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4 reviews in total 
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4 out of 5 people found the following review useful:
funny and satisfying, 10 April 2013

*** This review may contain spoilers ***

This is a great documentary about fashion models and the ups and downs of trying to make it in the industry. The pace is quick and skillful as it volleys back and forth between the horror stories of experienced models and the trials and tribulations of up and comers. Fascinating interviews with seasoned models Hoyt Richards and Beverly Peele mine the creepy underbelly of their personal experiences. To tell how they earned a little cash on the side, or to tell how they spent their surplus millions would spoil the suspense. It's better to hear it from the people themselves, as they use the documentary camera as a confessional. Filmmakers also follow a selection of young, hot billboard types as they try to stay thin, work out, and meet agents. And the only real criteria for them is whether or not they have "it", whatever "it" is that models have. There's no way to learn "it", there's no way to practice "it", it's just something models… HAVE. The mysterious force that leads to fame and fortune and shampoo endorsements. Chasing Beauty is a funny and satisfying journey, and makes you question exactly how glamorous the spotlight really is. Kudos to the filmmakers.

Micmacs (2009)
24 out of 45 people found the following review useful:
Save yourself time and $, and beware the IMDb viewers once again, 24 May 2010

Frantic mise-en-scene and an energetic cast only emphasis the cartoon-thin plot of this excruciatingly boring vehicle. Caper movies, thrillers, revenge pics, even comedies – and Micmacs has elements of all these – only succeed when things go wrong. That's the paradox that Jeunet doesn't understand, at least in the first hour (which feels like two) and was enough for me.

Be aware of reviewers' and viewers' opinions on this one: it's hard to come and out criticize a foreign movie with real heart when so much Hollywood crap is out there. But if you go to see The Losers you know what you're going to get. When you take the time or money to see something like Micmacs, you're taking a gamble, and you may not want to admit you were bored with a plot that's just a shaggy dog story, and geared for a lower mentality than the average Hollywood action pic.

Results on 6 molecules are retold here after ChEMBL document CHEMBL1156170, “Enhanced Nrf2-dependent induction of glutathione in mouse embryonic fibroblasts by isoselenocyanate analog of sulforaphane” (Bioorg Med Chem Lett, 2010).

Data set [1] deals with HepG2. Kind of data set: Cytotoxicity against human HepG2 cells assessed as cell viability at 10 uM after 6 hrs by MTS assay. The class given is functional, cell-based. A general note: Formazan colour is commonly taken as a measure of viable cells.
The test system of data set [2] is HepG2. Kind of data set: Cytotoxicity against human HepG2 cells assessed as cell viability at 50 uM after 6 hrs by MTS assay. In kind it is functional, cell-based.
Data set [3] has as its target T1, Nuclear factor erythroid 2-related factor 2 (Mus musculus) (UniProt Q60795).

Micmacs won't make you angry (unless you count your money and time carefully) but it is shockingly inadequate and disappointing. At the very least, wait for the DVD. If you're an adult who wants something clever or entertaining you will be appalled at this excuse for a feature film. The story of the weakest Pixar or Dreamworks animated movie is stronger than this -- and the only basis for comparison are other cartoons. In feel and artistic scope the movie should have been a short.

2 out of 4 people found the following review useful:
A courageous comedy, 16 January 2010

*** This review may contain spoilers ***

A great, funny and courageous comedy written and directed by Bob Goldthwait that dares to dive into a bottomless pit of unexplored taboos. Robin Williams expertly embodies a confused dad, frustrated by his career and fed-up with his perverted son. The son, played by Daryl Sabara from Spy Kids, goes toe-to-toe with Williams, skillfully trading barbs while being both funny and creepy. The plot takes several hilariously dark turns and features some great comic performances in the supporting cast. But above all it's the script, daring to find great cynicism in a tragic death, and scrutinizing the characters who can exploit that death for their own purposes. It also explores a theme I'm noticing a lot in movies and TV lately: groupthink, and the willingness to believe a massive lie because it's the less painful option. (see Lars and the Real Girl, The Mist) Kudos to Goldthwait and company!

3 out of 3 people found the following review useful:
Dictum: Keep it simple!, 24 September 2008

*** This review may contain spoilers ***

Producers Jessica Biel & Michelle Purple, Director Bill Purple, and screenwriter Howard Kingkade could teach a master class in the often ignored film-making dictum "keep it simple." Deep subtext and emotion can be raised from the simplest of stories, like here, where a lonely man falls in love with a dog. It's a simple story, beautifully executed, without a cynical bone in it's whole body. Unabashedly sentimental. Nice too, to see the emotion so thoroughly trump the logic. You never stop and ask how certain coincidences happen. You're just too wrapped up in that damned dog. Outstanding and inspiring. When I saw, "I Now Pronounce You Chuck and Larry," I thought to myself: Jessica Biel deserves better.

This. This is better.